For drawing the human figure I found that the nose and mouth are always difficult for me. The only thing I try to do is practice drawing myself. That way you don't feel obligated to show someone what you drew of them and drawing from a real subject is always better than a photo. (Someone skilled will in most cases be able to tell the difference.) Good luck & Happy Rendering!
User avatar
saphyre
 
Posts: 150
Joined: Wed Jun 21, 2006 5:53 pm
Location: Providence, RI
Gallery: View Gallery

Postby Singular » Thu Jun 22, 2006 10:17 am

saphyre wrote:I had a difficult time drawing a lot of things when I first started. But then one day in an art class the instructor laid out a spectrum of different colors for paper. Almost all of the class chose white or near to it but I was imediatly drawn to the black paper. I found that changing the way I look at things I draw make it easier to do so. Like when I drew on white paper I focused on the dark places of the subject but when I draw on the black paper I focus on the light parts. The shadows become secondary and can be darkend if need be. Sometimes you just need to find the right mix of mediums to be able to get over the short commings you see in your work.

For drawing the human figure I found that the nose and mouth are always difficult for me. The only thing I try to do is practice drawing myself. That way you don't feel obligated to show someone what you drew of them and drawing from a real subject is always better than a photo. (Someone skilled will in most cases be able to tell the difference.) Good luck & Happy Rendering!


Drawing faces and figures can be very difficult, especially for a beginner. When I first started, I was frustrated at why my drawings did not look realistic. My main problem is that I drew lines. Then I realized that the face doesn't have lines: it has shapes. My drawings always seemed to be harsh with difintive outlines. The more I actually studied the face and the contours and musculature, the more I was able to draw shades instead of lines, making my drawings more real.
User avatar
Singular
Founder
 
Posts: 4344
Articles: 28
Joined: Wed Apr 26, 2006 12:08 pm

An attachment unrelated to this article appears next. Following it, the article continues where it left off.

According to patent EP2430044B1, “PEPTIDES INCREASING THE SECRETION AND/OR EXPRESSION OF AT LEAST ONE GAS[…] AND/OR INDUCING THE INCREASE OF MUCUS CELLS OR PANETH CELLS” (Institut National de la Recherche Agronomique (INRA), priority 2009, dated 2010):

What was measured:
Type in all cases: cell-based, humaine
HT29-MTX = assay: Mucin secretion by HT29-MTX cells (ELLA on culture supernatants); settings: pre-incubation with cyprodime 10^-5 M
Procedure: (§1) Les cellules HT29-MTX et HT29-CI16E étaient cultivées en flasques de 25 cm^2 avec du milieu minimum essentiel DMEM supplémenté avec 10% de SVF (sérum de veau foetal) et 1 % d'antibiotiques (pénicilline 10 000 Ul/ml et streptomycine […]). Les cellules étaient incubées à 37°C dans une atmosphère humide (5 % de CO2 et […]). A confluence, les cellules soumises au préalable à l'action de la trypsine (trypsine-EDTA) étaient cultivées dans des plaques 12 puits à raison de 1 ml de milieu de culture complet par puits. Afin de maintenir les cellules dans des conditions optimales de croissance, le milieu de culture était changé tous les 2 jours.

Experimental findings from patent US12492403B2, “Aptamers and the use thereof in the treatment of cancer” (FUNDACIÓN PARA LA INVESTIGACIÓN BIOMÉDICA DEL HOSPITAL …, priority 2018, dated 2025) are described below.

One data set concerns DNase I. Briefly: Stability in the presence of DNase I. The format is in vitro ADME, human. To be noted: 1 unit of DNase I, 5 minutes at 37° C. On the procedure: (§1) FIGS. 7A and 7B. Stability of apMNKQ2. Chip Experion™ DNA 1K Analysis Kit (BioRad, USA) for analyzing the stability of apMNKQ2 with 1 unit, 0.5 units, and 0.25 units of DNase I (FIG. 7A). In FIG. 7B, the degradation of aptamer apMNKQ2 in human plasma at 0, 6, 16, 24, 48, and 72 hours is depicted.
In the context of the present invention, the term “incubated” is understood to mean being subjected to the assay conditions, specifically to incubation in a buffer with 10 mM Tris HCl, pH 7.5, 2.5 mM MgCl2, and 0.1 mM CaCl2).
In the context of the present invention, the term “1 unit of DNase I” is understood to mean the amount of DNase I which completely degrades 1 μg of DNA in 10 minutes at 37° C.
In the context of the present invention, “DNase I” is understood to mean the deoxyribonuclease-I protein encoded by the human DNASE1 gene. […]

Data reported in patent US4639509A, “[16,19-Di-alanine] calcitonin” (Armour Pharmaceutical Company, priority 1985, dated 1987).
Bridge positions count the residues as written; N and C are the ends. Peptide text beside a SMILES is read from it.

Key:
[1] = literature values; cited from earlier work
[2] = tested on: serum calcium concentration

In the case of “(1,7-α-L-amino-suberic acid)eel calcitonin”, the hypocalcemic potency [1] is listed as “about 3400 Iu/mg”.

Location: Maryland
Gallery: View Gallery
Blog: View Blog (2)

Postby saphyre » Thu Jun 22, 2006 5:49 pm

Singular wrote:
Drawing faces and figures can be very difficult, especially for a beginner. When I first started, I was frustrated at why my drawings did not look realistic. My main problem is that I drew lines. Then I realized that the face doesn't have lines: it has shapes. My drawings always seemed to be harsh with difintive outlines. The more I actually studied the face and the contours and musculature, the more I was able to draw shades instead of lines, making my drawings more real.


Agreed. It is easier to look at something and see the light and dark instead of where something ends and begins. ABut ever since I startedo n the black paper it has been more difficult to go back to white. Seeing the light shades and shapes seem easier and my pictures have come out more dramatic. :wink: And sometimes people don't believe it when I tell them it was on black paper. ^.^
In this world hate never yet dispelled hate. Only love dispels hate. This is the law, ancient and inexhaustable. ~the Dhammapada
User avatar
saphyre
 
Posts: 150
Joined: Wed Jun 21, 2006 5:53 pm
Location: Providence, RI
Gallery: View Gallery

Postby Singular » Thu Jun 22, 2006 5:53 pm

saphyre wrote:
Agreed. It is easier to look at something and see the light and dark instead of where something ends and begins. ABut ever since I startedo n the black paper it has been more difficult to go back to white. Seeing the light shades and shapes seem easier and my pictures have come out more dramatic. :wink: And sometimes people don't believe it when I tell them it was on black paper. ^.^


I would love to see one of your pictures on black paper. You should post one in the "Just Showing" forum if you get a chance.

best regards,
Joe
User avatar
Singular
Founder
 
Posts: 4344
Articles: 28
Joined: Wed Apr 26, 2006 12:08 pm
Location: Maryland
Gallery: View Gallery
Blog: View Blog (2)

Postby stardove » Sat Jul 15, 2006 11:38 pm

8) Hi I am new here and I have found that as you are drawing the face you just start drawing and don't go by the wa some people tell you and that is quarter your face.
I am a new I have been drawing since I was 5 but I stopped because my dad said I was no good. Juanita
stardove
 
Posts: 2
Joined: Sat Jul 15, 2006 11:26 pm
Location: Oregon

Re: Difficulties in drawing...

Postby artauction » Fri Oct 19, 2012 2:19 am

In order to draw the human figure well, you need to have a good knowledge of human anatomy. If the pose or the drawing doesn't work out, then you haven't put loads of effort into the drawing and you can try again without regrets.
artauction
 
Posts: 26
Joined: Fri Sep 07, 2012 6:10 am

Re: Difficulties in drawing...

Postby johnlobbs » Fri Dec 21, 2012 8:24 am

Here are some suggestions which can help you to ease up your drawing:

1.Have a plan
2.Work on your drawing on a different paper then transfer your drawing
3.Pay attention to your edges quality
4.Use your colors all over the painting
5.Have fun
johnlobbs
 
Posts: 25
Joined: Fri Dec 21, 2012 7:44 am

Re: Difficulties in drawing...

Postby ehoeveler » Fri Dec 21, 2012 2:29 pm

All good suggestions and John, you hit the nail
on the head! E.
User avatar
ehoeveler
 
Posts: 5718
Joined: Mon Jan 01, 2007 7:06 pm
Location: Stockbridge, Ga.
Gallery: View Gallery


  • Similar topics
    Replies
    Views
    Author

Return to Art Discussion

Who is online

Users browsing this forum: No registered users and 11 guests